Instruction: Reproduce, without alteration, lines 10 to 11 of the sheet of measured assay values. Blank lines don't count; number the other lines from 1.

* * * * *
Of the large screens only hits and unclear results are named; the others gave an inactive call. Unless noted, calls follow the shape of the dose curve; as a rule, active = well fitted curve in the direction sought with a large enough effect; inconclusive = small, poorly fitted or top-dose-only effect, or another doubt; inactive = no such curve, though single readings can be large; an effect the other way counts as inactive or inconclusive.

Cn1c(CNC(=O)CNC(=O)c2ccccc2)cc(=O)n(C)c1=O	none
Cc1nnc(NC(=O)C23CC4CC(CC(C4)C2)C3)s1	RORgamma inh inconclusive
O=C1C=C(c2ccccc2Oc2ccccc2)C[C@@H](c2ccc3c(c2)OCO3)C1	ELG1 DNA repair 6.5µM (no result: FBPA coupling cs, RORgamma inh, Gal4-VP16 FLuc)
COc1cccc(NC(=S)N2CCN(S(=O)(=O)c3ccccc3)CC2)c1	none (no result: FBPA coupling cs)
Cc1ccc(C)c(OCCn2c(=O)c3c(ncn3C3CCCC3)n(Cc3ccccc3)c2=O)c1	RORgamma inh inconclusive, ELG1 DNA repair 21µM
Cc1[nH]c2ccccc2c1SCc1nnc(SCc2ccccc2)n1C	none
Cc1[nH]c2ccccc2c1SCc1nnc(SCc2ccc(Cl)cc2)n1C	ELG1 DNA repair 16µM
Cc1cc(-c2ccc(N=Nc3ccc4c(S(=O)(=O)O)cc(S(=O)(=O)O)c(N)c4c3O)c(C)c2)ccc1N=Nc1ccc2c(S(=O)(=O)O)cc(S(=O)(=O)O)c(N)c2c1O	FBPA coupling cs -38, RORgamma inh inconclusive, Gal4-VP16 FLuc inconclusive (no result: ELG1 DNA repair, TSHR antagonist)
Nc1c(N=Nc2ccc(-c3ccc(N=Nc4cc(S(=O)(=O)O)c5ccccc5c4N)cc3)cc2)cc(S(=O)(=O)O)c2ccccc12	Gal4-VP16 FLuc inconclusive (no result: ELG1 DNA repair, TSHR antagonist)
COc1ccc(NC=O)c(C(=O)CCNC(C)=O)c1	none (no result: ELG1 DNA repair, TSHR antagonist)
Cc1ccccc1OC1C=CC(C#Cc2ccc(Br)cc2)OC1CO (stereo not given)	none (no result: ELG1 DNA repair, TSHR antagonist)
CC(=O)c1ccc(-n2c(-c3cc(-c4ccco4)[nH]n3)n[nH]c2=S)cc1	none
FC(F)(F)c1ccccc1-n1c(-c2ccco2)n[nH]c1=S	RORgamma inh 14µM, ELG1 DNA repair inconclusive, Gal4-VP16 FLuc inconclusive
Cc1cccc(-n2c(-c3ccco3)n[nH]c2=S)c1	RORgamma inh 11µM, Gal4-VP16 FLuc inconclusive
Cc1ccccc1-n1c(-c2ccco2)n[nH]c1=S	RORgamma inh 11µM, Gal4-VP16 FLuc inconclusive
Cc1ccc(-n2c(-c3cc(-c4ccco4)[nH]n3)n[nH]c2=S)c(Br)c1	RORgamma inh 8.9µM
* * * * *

Nc1c(N=Nc2ccc(-c3ccc(N=Nc4cc(S(=O)(=O)O)c5ccccc5c4N)cc3)cc2)cc(S(=O)(=O)O)c2ccccc12	Gal4-VP16 FLuc inconclusive (no result: ELG1 DNA repair, TSHR antagonist)
COc1ccc(NC=O)c(C(=O)CCNC(C)=O)c1	none (no result: ELG1 DNA repair, TSHR antagonist)